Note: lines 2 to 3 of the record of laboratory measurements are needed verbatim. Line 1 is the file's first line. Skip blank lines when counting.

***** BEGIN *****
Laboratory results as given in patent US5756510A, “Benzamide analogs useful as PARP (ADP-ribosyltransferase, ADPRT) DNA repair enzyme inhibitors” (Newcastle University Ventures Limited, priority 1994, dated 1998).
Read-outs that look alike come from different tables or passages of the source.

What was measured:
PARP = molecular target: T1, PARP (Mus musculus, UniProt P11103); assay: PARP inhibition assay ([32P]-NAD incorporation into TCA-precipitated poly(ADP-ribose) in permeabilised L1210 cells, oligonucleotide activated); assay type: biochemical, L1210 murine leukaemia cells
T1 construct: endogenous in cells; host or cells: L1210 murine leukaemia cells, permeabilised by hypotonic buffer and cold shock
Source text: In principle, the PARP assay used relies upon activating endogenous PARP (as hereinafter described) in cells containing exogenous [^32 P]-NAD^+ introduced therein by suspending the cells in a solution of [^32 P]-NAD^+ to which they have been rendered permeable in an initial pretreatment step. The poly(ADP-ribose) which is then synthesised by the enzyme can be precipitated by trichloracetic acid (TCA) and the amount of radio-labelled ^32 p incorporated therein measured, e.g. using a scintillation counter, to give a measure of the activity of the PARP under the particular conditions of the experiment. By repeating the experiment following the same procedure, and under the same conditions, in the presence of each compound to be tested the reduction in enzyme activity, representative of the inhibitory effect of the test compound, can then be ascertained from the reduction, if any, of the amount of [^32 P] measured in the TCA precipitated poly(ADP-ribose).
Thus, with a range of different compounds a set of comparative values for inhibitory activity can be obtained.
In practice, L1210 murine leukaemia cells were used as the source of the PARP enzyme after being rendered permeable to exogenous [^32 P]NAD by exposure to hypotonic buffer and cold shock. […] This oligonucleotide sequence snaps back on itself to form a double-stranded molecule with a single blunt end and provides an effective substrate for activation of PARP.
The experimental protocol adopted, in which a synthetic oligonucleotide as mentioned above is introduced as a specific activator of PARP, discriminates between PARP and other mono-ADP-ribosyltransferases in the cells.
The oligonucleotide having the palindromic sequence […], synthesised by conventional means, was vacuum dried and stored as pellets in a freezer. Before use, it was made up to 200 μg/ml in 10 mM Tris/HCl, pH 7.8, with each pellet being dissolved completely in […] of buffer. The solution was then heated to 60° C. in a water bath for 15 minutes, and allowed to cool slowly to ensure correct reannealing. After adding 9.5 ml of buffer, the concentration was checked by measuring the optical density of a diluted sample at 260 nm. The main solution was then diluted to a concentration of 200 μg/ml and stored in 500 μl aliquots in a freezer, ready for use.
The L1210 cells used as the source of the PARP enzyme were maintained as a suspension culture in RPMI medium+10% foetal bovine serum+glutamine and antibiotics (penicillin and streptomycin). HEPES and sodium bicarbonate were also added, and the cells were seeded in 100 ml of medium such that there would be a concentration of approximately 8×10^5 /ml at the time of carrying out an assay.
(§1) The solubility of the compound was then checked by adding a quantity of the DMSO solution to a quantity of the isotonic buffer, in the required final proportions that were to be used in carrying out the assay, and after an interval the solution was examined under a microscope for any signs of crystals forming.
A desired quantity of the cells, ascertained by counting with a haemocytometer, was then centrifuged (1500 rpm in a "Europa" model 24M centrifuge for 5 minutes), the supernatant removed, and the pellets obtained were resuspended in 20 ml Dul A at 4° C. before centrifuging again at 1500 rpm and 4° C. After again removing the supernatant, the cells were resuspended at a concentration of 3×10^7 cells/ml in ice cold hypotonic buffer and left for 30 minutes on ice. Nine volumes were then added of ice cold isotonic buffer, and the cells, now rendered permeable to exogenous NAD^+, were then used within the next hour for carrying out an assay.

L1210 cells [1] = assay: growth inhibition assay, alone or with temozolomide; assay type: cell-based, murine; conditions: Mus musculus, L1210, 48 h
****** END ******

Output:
Read-outs that look alike come from different tables or passages of the source.

What was measured: